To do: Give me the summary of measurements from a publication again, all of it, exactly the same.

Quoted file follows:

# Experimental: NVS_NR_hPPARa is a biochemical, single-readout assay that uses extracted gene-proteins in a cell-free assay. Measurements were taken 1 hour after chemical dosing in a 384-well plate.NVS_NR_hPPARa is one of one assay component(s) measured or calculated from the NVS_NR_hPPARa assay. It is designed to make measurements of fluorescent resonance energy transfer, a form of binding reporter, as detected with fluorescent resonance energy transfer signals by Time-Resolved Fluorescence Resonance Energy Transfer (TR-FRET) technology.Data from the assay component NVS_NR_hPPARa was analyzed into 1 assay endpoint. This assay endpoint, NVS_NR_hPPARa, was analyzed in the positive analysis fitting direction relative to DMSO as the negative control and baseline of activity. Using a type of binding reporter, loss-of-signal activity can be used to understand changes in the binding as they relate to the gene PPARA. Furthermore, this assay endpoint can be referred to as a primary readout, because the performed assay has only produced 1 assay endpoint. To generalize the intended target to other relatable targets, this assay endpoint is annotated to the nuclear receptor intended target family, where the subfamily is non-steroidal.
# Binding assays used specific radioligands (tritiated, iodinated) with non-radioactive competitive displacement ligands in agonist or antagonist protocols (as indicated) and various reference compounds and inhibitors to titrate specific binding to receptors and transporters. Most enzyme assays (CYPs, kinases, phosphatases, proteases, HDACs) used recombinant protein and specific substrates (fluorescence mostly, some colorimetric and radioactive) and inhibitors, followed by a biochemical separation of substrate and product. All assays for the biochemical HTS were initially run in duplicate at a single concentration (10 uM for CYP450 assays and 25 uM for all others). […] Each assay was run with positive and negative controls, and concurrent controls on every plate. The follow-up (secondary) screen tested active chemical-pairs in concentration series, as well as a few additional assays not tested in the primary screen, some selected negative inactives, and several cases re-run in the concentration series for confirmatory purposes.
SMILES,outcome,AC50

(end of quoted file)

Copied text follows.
# Experimental: NVS_NR_hPPARa is a biochemical, single-readout assay that uses extracted gene-proteins in a cell-free assay. Measurements were taken 1 hour after chemical dosing in a 384-well plate.NVS_NR_hPPARa is one of one assay component(s) measured or calculated from the NVS_NR_hPPARa assay. It is designed to make measurements of fluorescent resonance energy transfer, a form of binding reporter, as detected with fluorescent resonance energy transfer signals by Time-Resolved Fluorescence Resonance Energy Transfer (TR-FRET) technology.Data from the assay component NVS_NR_hPPARa was analyzed into 1 assay endpoint. This assay endpoint, NVS_NR_hPPARa, was analyzed in the positive analysis fitting direction relative to DMSO as the negative control and baseline of activity. Using a type of binding reporter, loss-of-signal activity can be used to understand changes in the binding as they relate to the gene PPARA. Furthermore, this assay endpoint can be referred to as a primary readout, because the performed assay has only produced 1 assay endpoint. To generalize the intended target to other relatable targets, this assay endpoint is annotated to the nuclear receptor intended target family, where the subfamily is non-steroidal.
# Binding assays used specific radioligands (tritiated, iodinated) with non-radioactive competitive displacement ligands in agonist or antagonist protocols (as indicated) and various reference compounds and inhibitors to titrate specific binding to receptors and transporters. Most enzyme assays (CYPs, kinases, phosphatases, proteases, HDACs) used recombinant protein and specific substrates (fluorescence mostly, some colorimetric and radioactive) and inhibitors, followed by a biochemical separation of substrate and product. All assays for the biochemical HTS were initially run in duplicate at a single concentration (10 uM for CYP450 assays and 25 uM for all others). […] Each assay was run with positive and negative controls, and concurrent controls on every plate. The follow-up (secondary) screen tested active chemical-pairs in concentration series, as well as a few additional assays not tested in the primary screen, some selected negative inactives, and several cases re-run in the concentration series for confirmatory purposes.
SMILES,outcome,AC50